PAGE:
We have a 15 HP 2-stroke Nissan (made by Tohatsu). Very solid motor, runs great and plenty of power. We use this for zipping around near our slip on a hard-bottom RIB. Manually lifting the Nissan to the stern rail motor mount from the water off a dinghy seems almost unsafe due to it's weight of ~80-90 lbs and for this reason is not a realistic option for us to use while cruising. It also is almost 3X the hp max rating for Achilles inflatable we use while cruising and would likely damage or rip the transom from the rubber dinghy.

While cruising the Great Lakes, we have been using a 3 HP 2-stroke Yamaha on an older, small Achilles inflatable. I estimate the Yamaha weighs just under 40 lbs, and starts on or before 2nd pull every time. Great little motor for transporting us from anchorage or mooring to land, but not really enough power to do any type of exploring with. It will not get the Achilles up on plane. As far as lifting onto the stern rail mount, this one is very easy.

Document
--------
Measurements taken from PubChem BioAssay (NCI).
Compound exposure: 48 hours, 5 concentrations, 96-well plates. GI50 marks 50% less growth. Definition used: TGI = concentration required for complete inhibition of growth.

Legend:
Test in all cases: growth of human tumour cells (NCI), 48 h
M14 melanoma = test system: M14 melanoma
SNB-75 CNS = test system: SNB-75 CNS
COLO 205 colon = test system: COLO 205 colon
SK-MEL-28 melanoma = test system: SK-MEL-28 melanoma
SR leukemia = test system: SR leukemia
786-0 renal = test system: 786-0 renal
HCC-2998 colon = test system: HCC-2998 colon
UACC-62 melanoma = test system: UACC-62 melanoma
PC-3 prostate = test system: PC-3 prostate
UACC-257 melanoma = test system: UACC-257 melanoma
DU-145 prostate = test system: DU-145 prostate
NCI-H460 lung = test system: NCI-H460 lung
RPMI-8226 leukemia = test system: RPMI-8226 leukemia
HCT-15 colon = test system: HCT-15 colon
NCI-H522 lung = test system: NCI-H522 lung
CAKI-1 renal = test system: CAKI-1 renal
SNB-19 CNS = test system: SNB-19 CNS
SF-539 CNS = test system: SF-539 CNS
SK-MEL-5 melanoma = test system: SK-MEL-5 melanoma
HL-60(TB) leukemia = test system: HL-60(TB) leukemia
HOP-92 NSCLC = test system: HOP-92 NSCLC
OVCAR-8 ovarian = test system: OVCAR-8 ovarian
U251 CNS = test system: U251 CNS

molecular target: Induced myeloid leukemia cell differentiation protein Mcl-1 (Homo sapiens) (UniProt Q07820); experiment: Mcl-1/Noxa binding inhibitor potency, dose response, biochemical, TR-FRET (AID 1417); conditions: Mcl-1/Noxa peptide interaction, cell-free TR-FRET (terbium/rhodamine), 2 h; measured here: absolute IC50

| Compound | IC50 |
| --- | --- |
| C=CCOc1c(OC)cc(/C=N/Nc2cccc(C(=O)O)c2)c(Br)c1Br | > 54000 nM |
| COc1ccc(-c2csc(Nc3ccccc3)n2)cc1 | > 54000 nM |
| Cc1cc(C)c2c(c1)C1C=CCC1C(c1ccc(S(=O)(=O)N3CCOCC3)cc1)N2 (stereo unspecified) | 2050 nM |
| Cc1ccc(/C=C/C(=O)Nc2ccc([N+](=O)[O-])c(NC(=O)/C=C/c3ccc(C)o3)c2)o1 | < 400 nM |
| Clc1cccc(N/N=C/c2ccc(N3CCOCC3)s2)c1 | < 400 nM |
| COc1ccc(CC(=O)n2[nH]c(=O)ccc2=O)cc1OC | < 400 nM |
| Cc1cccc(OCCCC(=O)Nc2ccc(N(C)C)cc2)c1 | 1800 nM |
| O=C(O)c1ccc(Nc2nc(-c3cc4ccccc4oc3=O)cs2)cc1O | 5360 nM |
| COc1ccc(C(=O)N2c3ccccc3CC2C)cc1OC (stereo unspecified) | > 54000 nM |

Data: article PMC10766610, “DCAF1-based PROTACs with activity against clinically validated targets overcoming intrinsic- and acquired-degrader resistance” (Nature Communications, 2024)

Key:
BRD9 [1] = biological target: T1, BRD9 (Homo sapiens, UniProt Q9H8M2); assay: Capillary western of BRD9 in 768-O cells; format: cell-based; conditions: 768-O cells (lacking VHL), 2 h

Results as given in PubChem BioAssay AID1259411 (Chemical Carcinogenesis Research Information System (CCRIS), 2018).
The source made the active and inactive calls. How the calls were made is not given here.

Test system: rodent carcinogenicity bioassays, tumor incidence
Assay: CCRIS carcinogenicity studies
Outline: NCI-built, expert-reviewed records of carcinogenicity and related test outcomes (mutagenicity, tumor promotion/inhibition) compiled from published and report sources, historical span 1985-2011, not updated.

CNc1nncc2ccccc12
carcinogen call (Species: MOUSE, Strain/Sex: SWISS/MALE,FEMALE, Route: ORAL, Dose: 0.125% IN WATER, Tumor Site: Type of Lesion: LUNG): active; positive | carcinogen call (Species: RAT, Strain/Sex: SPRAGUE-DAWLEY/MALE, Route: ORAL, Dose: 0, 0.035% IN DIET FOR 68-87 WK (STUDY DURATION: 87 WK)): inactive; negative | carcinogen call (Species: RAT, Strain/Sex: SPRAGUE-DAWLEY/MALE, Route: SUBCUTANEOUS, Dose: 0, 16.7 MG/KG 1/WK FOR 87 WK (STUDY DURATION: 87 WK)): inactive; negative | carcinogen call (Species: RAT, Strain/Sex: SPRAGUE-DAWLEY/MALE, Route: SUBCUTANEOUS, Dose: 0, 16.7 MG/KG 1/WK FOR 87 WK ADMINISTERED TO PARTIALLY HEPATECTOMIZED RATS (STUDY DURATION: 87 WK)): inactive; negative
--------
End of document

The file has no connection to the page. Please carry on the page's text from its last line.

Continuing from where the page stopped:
Perhaps similar to you, I am looking for something that I can use on an Achilles inflatable to get up on plane and zip around but still manually lift onto the stern rail mount. I'm also looking for an internal tank option to keep gasoline containers onboard limited to 0 or 1 depending on our trip duration.

At the end of the day, I'm seeking a 6-8 hp 2 or 4 stroke with internal gas tank... I will try to report back when purchase one. Good luck in your search.

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Dan
ANTHEM
Hull #459


 
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 Post subject: Re: Dingy Outboard Motor
PostPosted: 13 Jul 2020 16:58 
Offline
Skipper

Joined: 09 Aug 2017 15:35
Posts: 456
Location: Maine/USVI
I make myself laugh. Years on the water, brand new 9.9 merc on an HBI from a friend's Post 46 stinkpot. Can't remember why, had to get the engine for some reason. Big boat and dinghy are in slip at Sapphire Marina. Undo Merc in dinghy tied to dock, pick up Merc with both hands like a serving tray, go to set it on dock at shoulder level and momentum bounces me off the dock backwards. I'm in half curl position with 60 pounds at arms length moving away from the dock unable to stabilize or get the engine down into the dinghy. Dinghy hits end of rope at an angle, over she goes in 12' of water. It's funny now, except that sick pit in my stomach.

Maybe I'd go with the little motor, opt for a 9' or better sailing dinghy.


 
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 Post subject: Re: Dingy Outboard Motor